Over the past few months, Will Solutions’ team has been working hard on updating its methodology.


Why a carbon project methodology?

Will’s Sustainable Communities are registered projects under the Verified Carbon Standard by Verra. Everything we do for the Sustainable Communities must be approved by Verra. To do so, in 2012, Will developed a methodology titled VM0018. The methodology dictates what sectors are eligible under the Sustainable Communities and how we quantify emission reductions among other requirements.


Why update the VM0018 Sustainable Communities methodology?

Will has more than 10 years of experience in the voluntary carbon market and has successfully completed 6 cycles of Monitoring, Reporting and Verification (MRV). The seventh has been submitted for verification recently. All those years of experience have allowed Will to grow, improve, and establish new ambitious objectives for the Sustainable Communities, such as adding the transportation sector to the list of eligible sectors.

The transportation sector is a big player in climate change. In fact, according to Transport Canada (2021), the road transportation sector alone is responsible for 21% of the total greenhouse gas (GHG) emissions in Canada, which is the equivalent of 156 million of tonnes of CO2. Hence, adding the transportation sector to the methodology is intended to further stimulate participation of small organizations (NGOs, SMEs, municipalities, etc.) to the Sustainable Communities and to further reduce emissions.

With the same goal of stimulating participation of a greater number of small organizations, Will wanted to include a wider range of waste types and waste treatments. For now, the VM0018 is limited to cardboard recycling, organic waste composting and aerobic decomposition.

In short, our 12-year-old methodology must be updated to reflect these changes.


The Amended Methodology

The amended methodology follows the rigorous principles and requirements of the VCS program. It contains the following main sections:

Applicability Conditions: This section describes the necessary conditions for the application of the methodology. Instead of listing eligibility criteria for specific projects, applicability conditions are general conditions that allow the establishment of a Sustainable Community.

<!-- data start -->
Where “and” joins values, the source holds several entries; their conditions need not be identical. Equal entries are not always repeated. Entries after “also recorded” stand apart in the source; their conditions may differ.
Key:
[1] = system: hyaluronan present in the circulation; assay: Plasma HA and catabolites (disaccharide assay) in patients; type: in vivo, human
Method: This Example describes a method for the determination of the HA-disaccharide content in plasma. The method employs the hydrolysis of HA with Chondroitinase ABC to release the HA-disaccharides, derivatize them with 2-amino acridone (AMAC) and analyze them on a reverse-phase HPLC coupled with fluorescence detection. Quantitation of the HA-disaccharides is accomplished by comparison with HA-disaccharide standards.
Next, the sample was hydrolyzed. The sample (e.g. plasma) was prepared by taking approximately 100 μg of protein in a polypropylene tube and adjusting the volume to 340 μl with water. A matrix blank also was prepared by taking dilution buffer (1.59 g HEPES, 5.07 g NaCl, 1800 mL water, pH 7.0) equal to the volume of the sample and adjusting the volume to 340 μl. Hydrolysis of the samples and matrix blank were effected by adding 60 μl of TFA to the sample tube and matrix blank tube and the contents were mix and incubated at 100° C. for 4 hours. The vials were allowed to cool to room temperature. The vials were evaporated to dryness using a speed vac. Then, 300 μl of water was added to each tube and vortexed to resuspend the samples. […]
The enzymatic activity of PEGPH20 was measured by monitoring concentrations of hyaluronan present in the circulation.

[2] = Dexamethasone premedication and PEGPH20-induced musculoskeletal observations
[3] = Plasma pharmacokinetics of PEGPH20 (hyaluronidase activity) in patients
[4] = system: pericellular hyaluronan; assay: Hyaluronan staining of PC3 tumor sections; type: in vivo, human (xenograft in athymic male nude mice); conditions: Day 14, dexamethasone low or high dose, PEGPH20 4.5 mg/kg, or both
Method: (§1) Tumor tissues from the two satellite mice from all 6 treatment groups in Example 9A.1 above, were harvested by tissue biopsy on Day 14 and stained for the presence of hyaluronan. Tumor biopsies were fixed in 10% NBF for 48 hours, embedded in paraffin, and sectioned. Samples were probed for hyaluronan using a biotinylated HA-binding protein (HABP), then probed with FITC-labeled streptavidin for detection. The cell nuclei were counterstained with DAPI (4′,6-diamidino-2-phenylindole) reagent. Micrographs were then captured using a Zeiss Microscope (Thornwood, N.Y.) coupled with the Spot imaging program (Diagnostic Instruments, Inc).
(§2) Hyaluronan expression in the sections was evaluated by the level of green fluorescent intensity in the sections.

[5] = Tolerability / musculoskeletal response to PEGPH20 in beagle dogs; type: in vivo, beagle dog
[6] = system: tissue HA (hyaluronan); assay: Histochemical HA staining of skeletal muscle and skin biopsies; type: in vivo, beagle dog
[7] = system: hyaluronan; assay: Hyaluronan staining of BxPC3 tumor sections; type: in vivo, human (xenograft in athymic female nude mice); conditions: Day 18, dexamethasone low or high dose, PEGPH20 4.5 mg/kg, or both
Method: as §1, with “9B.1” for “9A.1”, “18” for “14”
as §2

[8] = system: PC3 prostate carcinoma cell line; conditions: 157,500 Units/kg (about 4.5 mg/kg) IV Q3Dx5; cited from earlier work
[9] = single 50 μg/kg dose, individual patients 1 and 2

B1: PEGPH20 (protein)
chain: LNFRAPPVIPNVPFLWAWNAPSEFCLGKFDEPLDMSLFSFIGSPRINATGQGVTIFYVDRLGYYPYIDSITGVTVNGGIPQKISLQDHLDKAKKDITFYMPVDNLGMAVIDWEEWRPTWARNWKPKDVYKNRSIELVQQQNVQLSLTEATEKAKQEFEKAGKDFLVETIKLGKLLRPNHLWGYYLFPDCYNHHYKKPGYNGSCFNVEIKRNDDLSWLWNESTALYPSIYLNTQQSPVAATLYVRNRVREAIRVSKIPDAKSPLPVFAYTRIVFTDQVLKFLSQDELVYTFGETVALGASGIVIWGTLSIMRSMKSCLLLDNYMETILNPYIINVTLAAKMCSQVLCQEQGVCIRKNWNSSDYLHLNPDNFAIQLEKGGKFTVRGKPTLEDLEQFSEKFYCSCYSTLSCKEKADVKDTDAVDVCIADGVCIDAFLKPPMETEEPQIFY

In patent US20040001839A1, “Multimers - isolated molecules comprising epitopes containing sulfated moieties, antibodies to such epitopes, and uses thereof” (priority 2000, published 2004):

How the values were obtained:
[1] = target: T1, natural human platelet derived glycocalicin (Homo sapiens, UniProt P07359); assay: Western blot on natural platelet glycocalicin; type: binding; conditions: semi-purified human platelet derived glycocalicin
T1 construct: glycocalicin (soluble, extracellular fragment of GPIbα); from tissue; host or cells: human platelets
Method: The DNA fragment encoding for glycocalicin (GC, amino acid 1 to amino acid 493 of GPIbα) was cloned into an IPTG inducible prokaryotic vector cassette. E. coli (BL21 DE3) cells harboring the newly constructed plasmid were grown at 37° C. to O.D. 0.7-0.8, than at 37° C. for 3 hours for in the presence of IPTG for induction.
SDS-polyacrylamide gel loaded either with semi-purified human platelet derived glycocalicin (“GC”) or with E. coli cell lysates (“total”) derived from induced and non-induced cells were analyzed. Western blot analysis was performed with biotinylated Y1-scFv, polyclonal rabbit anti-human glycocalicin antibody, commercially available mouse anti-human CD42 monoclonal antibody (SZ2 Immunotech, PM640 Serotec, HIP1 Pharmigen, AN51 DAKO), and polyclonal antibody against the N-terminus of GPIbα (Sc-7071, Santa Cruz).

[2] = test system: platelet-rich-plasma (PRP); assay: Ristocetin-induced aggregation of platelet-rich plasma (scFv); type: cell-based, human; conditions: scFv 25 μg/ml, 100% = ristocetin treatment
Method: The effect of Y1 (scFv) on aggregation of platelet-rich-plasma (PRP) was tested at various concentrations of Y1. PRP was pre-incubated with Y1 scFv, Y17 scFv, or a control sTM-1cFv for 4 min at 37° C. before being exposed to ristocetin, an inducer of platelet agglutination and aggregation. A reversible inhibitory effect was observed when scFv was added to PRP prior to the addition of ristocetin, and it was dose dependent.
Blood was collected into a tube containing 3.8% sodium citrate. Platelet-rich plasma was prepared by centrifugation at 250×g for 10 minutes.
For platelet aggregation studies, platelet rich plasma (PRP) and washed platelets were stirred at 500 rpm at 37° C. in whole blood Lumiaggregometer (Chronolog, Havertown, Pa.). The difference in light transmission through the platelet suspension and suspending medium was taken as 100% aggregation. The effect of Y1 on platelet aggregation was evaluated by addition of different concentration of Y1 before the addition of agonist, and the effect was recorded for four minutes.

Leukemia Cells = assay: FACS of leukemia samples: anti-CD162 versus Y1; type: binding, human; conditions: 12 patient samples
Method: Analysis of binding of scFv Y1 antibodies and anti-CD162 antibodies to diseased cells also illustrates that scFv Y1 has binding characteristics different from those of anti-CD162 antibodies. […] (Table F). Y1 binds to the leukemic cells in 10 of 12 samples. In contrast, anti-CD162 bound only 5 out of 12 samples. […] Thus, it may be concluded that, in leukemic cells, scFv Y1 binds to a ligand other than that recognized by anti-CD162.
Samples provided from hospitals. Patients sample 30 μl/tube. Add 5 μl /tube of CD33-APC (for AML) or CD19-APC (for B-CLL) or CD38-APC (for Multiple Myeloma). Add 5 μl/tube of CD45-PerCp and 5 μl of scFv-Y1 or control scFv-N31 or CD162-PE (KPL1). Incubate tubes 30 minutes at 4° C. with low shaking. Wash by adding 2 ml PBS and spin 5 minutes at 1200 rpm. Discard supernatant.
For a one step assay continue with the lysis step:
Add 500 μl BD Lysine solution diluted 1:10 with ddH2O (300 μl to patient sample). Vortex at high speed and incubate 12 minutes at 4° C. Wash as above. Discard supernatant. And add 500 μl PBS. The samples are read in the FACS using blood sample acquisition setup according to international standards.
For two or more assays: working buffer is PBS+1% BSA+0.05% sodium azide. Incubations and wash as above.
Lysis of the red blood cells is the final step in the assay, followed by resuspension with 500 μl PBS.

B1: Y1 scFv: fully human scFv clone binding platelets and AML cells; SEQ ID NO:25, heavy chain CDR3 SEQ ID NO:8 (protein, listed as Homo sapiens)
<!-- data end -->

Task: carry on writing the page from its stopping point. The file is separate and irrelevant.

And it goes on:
Project Boundary: Project boundaries are physical and geographical boundaries that allow to locate a project and define the different GHG sources that will be considered in the quantification of emission reductions.
Baseline Scenario: The baseline scenario is a reference scenario that is used to compare with the project to determine the quantity of emissions reduced or avoided by the project. The baseline scenario is usually the situation before the implementation of a project. However, there are different types of baseline scenarios, which are applicable to different contexts. This section describes our procedure to determine which type of baseline scenario we will use in a given context.
Additionality: Additionality is a requirement for higher quality carbon credits. This section describes how we demonstrate that our projects are additional.
Quantification of GHG Emission Reductions: This section explains the equations used for the quantification of baseline emissions, project emissions and emission reductions.
Monitoring : This section lists the different parameters and variables considered in our calculations. It also lists the possible evidence or sources that support the data provided for each parameter and variable.


Will’s Sustainable Communities are “grouped projects”, which means they group various emission reduction projects called “project activity instances” (PAIs). Most VCS requirements apply to both the grouped project and PAIs. To account for this, and to improve on the methodology’s clarity, the different sections in the amended methodology address both the grouped project and the PAIs. The following table highlights the main elements of each section: